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On Broken Wings

Chapter Text

As Sephiroth was completing his morning stretches, he heard Denzel's voice from outside the church doors. "Oh, hey, Mister Rude. Are you here to see Tifa?"

Sephiroth lurched to his feet even before the negative grunt reached his ears. Rude is Reno's partner, Cloud had told him. Turks, again!

He heaved the door open. Denzel jumped. The baldheaded man, broad shoulders filling out an impeccably tailored suit, did not. "General," he said to Sephiroth's accusing stare, and offered a slim white envelope.

Denzel took it when Sephiroth didn't. "What is it?" he asked, but Rude apparently decided that his job had been done and turned on his heel without another word.

Silence settled over the church courtyard. Denzel finally noticed Sephiroth was trembling. "...oh," he murmured, ducking his head. "Um. Here?"

The Shinra's envelope was a poor peace offering, but Sephiroth took it anyway, forced himself to take a deep breath and sank to one knee. "I apologize," he said to the boy's worried eyes. "I didn't mean to scare you."

"You didn't scare me," Denzel insisted with a frown. "You looked scared yourself."

Him, display an outward sign of fear? Denzel must have read the dismay in Sephiroth's face. "You get all-" he gestured, groping for words, then snapped his body ramrod-straight and painfully stiff like a recruit getting a thorough dressing-down. "Like that."

"Do I get that way often?" Sephiroth asked.

"Nnnooo..." Denzel squirmed. "When someone mentions Shinra or the Turks you do."

Sephiroth frowned. "I used to be better at hiding my emotions. I need to work on that."


The innocent question brought Sephiroth up short. Why? Well, it was obvious, wasn't it? You didn't go around showing you were afraid or angry all the time - but looking at Denzel's concerned face, Sephiroth wondered whether this was another area in which Hojo's twisted upbringing had rendered him different from other people.

"Where's Marlene?" he asked abruptly.

Denzel shrugged one shoulder. "Phone call with her papa."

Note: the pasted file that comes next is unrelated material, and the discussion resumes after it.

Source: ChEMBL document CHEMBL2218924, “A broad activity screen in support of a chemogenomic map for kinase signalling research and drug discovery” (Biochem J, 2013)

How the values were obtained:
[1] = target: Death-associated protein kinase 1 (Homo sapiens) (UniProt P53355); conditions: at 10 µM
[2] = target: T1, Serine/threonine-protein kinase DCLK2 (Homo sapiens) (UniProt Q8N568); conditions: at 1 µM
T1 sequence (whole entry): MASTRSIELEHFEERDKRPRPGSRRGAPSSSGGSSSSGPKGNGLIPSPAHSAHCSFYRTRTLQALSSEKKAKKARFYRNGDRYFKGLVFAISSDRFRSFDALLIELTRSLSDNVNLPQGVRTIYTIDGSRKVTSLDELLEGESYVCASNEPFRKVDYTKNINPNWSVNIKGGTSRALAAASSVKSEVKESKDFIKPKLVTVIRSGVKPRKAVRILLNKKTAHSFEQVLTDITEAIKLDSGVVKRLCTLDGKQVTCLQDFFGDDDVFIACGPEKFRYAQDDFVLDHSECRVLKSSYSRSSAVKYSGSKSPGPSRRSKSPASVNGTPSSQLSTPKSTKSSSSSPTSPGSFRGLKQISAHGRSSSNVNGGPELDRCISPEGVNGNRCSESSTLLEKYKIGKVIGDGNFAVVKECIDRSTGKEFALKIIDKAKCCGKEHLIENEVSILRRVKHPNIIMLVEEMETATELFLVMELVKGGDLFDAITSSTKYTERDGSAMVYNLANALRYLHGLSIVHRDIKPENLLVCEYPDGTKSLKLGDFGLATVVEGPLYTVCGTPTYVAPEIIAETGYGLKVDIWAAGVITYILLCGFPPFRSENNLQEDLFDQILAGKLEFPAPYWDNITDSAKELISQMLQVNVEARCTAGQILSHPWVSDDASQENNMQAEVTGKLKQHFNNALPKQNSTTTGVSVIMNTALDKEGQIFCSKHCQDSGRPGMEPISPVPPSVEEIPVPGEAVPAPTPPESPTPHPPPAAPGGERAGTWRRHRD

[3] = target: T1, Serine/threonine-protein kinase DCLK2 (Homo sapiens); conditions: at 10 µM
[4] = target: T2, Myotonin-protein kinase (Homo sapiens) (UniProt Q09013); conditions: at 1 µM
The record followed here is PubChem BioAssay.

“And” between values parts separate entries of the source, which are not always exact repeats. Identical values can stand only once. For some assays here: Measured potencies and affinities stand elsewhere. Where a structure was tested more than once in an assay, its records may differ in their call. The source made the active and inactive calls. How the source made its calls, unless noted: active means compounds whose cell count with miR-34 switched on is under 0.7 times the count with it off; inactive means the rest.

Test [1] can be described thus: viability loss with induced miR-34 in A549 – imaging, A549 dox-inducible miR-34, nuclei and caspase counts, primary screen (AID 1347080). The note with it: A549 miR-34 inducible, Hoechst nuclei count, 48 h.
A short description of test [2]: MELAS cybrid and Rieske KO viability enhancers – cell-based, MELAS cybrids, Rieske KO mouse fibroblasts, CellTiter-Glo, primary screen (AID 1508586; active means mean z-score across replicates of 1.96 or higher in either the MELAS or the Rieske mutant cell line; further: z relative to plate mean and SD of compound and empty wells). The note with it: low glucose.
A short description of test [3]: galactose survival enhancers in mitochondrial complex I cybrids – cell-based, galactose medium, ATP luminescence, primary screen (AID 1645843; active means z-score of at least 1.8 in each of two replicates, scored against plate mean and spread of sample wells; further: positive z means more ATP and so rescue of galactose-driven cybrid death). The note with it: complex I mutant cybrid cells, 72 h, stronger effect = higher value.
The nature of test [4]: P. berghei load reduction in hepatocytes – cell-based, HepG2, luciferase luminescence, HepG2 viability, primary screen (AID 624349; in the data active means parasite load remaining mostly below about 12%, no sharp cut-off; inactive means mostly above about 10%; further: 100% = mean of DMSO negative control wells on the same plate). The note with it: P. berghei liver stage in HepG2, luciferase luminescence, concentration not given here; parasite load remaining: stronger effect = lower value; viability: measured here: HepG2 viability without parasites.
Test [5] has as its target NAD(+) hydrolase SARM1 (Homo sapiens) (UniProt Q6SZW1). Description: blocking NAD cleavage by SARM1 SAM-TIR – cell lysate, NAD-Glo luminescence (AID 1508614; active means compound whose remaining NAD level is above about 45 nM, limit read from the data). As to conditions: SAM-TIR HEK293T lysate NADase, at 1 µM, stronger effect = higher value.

...oh. He'd never seen one child without the other, but of course Denzel couldn't very well share Marlene's father with her. He wondered if the boy resented her, but Denzel didn't look angry or resentful. Perhaps in the end even Denzel and Marlene needed a break from each other, but the inner workings of friendship was something Sephiroth wasn't equipped to understand.

" you want to help me stretch?" he asked, and Denzel agreed affably enough. Sephiroth put the envelope aside for some time when he was emotionally prepared to deal with its contents.


A thorough stretching and a brutal workout later, Sephiroth was no more emotionally prepared than he'd been before, and Denzel had started to look worried. Then Tifa had called the boy back for lunch, and Sephiroth was left with his own inner dragons once more. He returned to the church and stared resentfully at the plain white envelope he'd cast aside.

Staring at it wasn't going to make it go away. He could throw it away unopened, but that would leave him without potentially valuable insight into what the Turks planned to do next. He couldn't afford to deceive himself, to take the easy path - yet opening that envelope felt like submitting to Shinra's control again.

Two sheets of paper fell into Sephiroth's hand. The first was a typed letter signed by Rufus's careless scrawl of a signature - this Sephiroth set aside. The second was a bank statement. Sephiroth caught his breath as he scanned down the lines. All the money he'd saved up before Nibelheim was there, including interest in the intervening decade, and at the top a single deposit of five hundred thousand gil. Under the Description column it read-

"That twit," Sephiroth hissed.

-it read facilitating the installation of President Rufus Shinra.

Sephiroth slapped the bank statement down on top of Rufus's letter, which he now had no intention of reading. Anger simmered through him, fast and bright, and Sephiroth squeezed his eyes shut and dug his knuckles into his thighs in an effort to restrain himself. Calm down. Do not get angry. Do not get angry. You cannot get angry, S, it's too dangerous.